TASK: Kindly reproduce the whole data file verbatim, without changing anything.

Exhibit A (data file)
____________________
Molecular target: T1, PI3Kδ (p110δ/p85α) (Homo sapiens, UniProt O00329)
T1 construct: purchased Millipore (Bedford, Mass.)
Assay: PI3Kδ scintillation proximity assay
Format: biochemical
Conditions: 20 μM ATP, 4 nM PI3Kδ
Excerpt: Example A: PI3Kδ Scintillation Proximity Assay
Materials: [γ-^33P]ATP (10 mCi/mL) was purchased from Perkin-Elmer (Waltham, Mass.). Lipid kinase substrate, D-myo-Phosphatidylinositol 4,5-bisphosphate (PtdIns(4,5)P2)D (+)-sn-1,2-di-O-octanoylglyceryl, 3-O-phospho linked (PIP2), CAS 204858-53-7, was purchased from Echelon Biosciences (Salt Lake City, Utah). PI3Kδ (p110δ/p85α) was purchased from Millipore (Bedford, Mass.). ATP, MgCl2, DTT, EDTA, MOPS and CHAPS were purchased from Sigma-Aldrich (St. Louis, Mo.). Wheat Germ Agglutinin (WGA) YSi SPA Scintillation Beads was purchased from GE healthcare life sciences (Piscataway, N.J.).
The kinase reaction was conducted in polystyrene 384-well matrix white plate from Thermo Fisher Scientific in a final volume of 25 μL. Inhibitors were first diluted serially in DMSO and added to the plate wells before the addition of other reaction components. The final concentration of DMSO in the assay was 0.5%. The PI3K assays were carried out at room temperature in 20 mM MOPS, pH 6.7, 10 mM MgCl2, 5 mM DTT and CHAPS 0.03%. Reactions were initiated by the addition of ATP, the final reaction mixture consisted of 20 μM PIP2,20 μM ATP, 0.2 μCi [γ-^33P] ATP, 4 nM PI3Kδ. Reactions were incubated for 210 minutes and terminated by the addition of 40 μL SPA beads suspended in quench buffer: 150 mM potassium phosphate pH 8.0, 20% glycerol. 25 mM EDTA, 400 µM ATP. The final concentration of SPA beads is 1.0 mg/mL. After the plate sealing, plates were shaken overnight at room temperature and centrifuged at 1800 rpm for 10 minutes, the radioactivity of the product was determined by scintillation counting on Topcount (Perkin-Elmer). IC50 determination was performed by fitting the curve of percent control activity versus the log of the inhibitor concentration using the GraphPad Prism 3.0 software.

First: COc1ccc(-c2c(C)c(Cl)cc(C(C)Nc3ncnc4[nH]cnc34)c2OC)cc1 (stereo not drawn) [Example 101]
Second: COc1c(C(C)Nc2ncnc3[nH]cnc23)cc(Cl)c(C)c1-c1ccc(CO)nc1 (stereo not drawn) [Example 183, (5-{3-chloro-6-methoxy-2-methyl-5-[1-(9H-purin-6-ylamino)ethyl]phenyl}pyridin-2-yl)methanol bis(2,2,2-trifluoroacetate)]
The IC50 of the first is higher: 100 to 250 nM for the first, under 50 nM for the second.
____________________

Molecular target: T1, PI3Kδ (p110δ/p85α) (Homo sapiens, UniProt O00329)
T1 construct: purchased Millipore (Bedford, Mass.)
Assay: PI3Kδ scintillation proximity assay
Format: biochemical
Conditions: 20 μM ATP, 4 nM PI3Kδ
Excerpt: Example A: PI3Kδ Scintillation Proximity Assay
Materials: [γ-^33P]ATP (10 mCi/mL) was purchased from Perkin-Elmer (Waltham, Mass.). Lipid kinase substrate, D-myo-Phosphatidylinositol 4,5-bisphosphate (PtdIns(4,5)P2)D (+)-sn-1,2-di-O-octanoylglyceryl, 3-O-phospho linked (PIP2), CAS 204858-53-7, was purchased from Echelon Biosciences (Salt Lake City, Utah). PI3Kδ (p110δ/p85α) was purchased from Millipore (Bedford, Mass.). ATP, MgCl2, DTT, EDTA, MOPS and CHAPS were purchased from Sigma-Aldrich (St. Louis, Mo.). Wheat Germ Agglutinin (WGA) YSi SPA Scintillation Beads was purchased from GE healthcare life sciences (Piscataway, N.J.).
The kinase reaction was conducted in polystyrene 384-well matrix white plate from Thermo Fisher Scientific in a final volume of 25 μL. Inhibitors were first diluted serially in DMSO and added to the plate wells before the addition of other reaction components. The final concentration of DMSO in the assay was 0.5%. The PI3K assays were carried out at room temperature in 20 mM MOPS, pH 6.7, 10 mM MgCl2, 5 mM DTT and CHAPS 0.03%. Reactions were initiated by the addition of ATP, the final reaction mixture consisted of 20 μM PIP2,20 μM ATP, 0.2 μCi [γ-^33P] ATP, 4 nM PI3Kδ. Reactions were incubated for 210 minutes and terminated by the addition of 40 μL SPA beads suspended in quench buffer: 150 mM potassium phosphate pH 8.0, 20% glycerol. 25 mM EDTA, 400 µM ATP. The final concentration of SPA beads is 1.0 mg/mL. After the plate sealing, plates were shaken overnight at room temperature and centrifuged at 1800 rpm for 10 minutes, the radioactivity of the product was determined by scintillation counting on Topcount (Perkin-Elmer). IC50 determination was performed by fitting the curve of percent control activity versus the log of the inhibitor concentration using the GraphPad Prism 3.0 software.

First: COc1ccc(-c2c(C)c(Cl)cc(C(C)Nc3ncnc4[nH]cnc34)c2OC)cc1 (stereo not drawn) [Example 101]
Second: COc1c(C(C)Nc2ncnc3[nH]cnc23)cc(Cl)c(C)c1-c1ccc(CO)nc1 (stereo not drawn) [Example 183, (5-{3-chloro-6-methoxy-2-methyl-5-[1-(9H-purin-6-ylamino)ethyl]phenyl}pyridin-2-yl)methanol bis(2,2,2-trifluoroacetate)]
The IC50 of the first is higher: 100 to 250 nM for the first, under 50 nM for the second.